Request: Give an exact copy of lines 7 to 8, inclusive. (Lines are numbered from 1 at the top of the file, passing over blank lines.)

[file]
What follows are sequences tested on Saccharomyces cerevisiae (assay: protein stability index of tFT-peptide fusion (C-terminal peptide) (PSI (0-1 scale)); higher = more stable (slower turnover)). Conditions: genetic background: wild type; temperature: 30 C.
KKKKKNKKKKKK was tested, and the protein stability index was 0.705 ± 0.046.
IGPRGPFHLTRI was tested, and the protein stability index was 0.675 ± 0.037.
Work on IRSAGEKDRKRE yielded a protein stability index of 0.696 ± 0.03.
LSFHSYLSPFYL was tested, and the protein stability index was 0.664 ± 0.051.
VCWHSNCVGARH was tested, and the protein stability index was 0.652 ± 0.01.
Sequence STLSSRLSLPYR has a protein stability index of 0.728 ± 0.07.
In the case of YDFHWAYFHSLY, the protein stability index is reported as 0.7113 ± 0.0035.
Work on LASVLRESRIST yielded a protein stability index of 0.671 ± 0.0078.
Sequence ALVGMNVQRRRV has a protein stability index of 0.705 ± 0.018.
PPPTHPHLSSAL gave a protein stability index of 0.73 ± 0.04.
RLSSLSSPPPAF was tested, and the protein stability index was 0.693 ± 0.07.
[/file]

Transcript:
Sequence STLSSRLSLPYR has a protein stability index of 0.728 ± 0.07.
In the case of YDFHWAYFHSLY, the protein stability index is reported as 0.7113 ± 0.0035.